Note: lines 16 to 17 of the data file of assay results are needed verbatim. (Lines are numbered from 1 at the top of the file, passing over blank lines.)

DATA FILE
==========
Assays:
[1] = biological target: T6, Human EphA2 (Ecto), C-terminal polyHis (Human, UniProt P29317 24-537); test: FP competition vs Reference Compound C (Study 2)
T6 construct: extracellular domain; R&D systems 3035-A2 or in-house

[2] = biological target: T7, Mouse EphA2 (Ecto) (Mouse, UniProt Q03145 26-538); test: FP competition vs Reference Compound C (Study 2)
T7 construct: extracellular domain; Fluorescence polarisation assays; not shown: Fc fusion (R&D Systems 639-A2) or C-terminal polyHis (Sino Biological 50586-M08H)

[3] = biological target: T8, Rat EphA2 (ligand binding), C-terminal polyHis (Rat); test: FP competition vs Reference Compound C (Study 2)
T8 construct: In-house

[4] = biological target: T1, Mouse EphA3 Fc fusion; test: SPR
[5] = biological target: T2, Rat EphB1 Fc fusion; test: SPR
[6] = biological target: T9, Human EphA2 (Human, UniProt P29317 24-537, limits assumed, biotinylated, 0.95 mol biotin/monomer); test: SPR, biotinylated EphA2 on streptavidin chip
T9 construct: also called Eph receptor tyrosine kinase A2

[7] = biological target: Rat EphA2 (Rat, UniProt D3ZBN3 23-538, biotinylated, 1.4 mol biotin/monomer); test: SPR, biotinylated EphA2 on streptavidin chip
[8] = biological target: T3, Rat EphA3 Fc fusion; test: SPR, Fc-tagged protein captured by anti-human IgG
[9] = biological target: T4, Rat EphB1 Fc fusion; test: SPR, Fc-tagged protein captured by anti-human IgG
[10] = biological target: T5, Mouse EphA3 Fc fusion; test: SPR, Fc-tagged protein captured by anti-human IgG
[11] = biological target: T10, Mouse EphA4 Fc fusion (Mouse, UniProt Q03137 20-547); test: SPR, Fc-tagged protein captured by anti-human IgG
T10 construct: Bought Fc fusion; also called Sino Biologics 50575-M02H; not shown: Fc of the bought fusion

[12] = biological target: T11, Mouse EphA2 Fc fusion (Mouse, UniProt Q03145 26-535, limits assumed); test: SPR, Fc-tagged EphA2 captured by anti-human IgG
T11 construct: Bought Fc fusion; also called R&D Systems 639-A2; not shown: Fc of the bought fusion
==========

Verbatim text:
[11] = biological target: T10, Mouse EphA4 Fc fusion (Mouse, UniProt Q03137 20-547); test: SPR, Fc-tagged protein captured by anti-human IgG
T10 construct: Bought Fc fusion; also called Sino Biologics 50575-M02H; not shown: Fc of the bought fusion